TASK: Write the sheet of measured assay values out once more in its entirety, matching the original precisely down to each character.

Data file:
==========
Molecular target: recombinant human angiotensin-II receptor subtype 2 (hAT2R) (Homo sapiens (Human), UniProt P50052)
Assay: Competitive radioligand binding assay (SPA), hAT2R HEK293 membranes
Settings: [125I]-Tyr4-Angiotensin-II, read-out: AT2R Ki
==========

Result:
Molecular target: recombinant human angiotensin-II receptor subtype 2 (hAT2R) (Homo sapiens (Human), UniProt P50052)
Assay: Competitive radioligand binding assay (SPA), hAT2R HEK293 membranes
Settings: [125I]-Tyr4-Angiotensin-II, read-out: AT2R Ki